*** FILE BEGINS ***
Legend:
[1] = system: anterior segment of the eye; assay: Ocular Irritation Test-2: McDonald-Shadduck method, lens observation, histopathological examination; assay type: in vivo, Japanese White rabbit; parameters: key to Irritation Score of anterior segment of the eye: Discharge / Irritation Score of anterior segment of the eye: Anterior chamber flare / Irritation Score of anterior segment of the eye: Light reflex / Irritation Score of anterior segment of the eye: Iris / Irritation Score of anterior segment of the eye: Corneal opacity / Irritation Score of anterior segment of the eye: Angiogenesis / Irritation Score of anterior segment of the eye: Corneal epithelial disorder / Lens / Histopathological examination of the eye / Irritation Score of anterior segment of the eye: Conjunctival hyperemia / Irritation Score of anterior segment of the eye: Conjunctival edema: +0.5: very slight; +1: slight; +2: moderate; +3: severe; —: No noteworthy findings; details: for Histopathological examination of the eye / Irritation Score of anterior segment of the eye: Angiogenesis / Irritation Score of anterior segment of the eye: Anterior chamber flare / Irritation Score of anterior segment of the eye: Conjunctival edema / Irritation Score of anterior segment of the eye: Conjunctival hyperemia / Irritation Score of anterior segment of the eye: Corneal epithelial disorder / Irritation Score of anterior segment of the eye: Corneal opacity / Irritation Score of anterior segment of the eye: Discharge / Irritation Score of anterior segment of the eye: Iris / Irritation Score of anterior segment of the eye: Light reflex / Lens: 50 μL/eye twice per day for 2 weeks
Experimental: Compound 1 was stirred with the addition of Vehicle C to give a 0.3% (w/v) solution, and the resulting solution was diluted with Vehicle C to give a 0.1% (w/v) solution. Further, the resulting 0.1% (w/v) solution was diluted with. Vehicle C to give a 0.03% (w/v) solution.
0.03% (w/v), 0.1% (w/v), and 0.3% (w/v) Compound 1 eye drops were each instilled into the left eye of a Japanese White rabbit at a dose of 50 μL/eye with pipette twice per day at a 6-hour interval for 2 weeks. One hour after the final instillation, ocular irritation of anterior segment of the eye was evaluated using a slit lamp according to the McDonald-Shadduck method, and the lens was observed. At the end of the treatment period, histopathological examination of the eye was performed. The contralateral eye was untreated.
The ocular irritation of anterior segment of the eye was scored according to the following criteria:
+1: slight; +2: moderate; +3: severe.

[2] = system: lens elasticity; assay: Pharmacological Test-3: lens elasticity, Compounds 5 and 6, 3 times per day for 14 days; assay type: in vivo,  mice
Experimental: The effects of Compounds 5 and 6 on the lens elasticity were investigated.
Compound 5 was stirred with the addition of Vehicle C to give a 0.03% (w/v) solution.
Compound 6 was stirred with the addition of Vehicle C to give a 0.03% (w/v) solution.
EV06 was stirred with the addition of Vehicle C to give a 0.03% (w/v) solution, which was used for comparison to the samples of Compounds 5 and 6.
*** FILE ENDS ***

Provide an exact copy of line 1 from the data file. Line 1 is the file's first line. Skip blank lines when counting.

Legend: